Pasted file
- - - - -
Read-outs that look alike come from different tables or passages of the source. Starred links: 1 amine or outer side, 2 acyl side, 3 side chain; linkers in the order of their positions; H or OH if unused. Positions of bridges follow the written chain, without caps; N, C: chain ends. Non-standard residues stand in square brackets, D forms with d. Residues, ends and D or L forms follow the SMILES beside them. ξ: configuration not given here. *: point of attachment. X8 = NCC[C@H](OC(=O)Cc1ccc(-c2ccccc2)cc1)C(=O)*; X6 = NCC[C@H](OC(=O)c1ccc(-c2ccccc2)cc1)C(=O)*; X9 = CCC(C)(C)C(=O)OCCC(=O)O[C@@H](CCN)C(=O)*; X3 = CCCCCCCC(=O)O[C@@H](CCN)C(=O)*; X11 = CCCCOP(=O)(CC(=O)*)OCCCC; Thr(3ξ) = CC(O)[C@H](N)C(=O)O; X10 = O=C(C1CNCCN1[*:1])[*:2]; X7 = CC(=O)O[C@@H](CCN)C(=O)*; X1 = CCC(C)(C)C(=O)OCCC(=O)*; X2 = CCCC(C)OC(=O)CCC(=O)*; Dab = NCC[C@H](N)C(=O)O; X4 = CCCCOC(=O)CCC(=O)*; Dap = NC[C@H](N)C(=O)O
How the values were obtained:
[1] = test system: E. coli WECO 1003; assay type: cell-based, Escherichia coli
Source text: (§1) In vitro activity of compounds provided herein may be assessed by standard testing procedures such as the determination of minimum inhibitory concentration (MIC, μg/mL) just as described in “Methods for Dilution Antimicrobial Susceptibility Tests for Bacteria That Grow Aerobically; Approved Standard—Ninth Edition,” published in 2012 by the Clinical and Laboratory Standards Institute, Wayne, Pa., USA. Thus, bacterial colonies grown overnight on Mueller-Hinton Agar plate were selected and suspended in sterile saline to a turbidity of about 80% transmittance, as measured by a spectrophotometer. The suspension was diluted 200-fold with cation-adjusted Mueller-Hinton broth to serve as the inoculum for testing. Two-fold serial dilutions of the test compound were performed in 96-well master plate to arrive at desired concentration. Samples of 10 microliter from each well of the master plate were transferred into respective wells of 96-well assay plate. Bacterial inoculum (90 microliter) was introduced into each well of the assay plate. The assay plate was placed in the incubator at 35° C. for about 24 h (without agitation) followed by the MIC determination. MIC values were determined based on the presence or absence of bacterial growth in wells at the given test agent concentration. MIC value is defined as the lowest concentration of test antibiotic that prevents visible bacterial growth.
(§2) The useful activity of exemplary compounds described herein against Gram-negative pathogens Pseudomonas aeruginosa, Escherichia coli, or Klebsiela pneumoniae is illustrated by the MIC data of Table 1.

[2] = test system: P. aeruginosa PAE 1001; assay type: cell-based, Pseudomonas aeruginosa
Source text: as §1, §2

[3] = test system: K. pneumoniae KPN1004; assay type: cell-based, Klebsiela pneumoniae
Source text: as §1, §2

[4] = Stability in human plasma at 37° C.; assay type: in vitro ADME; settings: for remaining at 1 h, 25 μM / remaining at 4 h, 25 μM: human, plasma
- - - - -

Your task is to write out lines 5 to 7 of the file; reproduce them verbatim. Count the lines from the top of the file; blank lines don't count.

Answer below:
(§2) The useful activity of exemplary compounds described herein against Gram-negative pathogens Pseudomonas aeruginosa, Escherichia coli, or Klebsiela pneumoniae is illustrated by the MIC data of Table 1.

[2] = test system: P. aeruginosa PAE 1001; assay type: cell-based, Pseudomonas aeruginosa
Source text: as §1, §2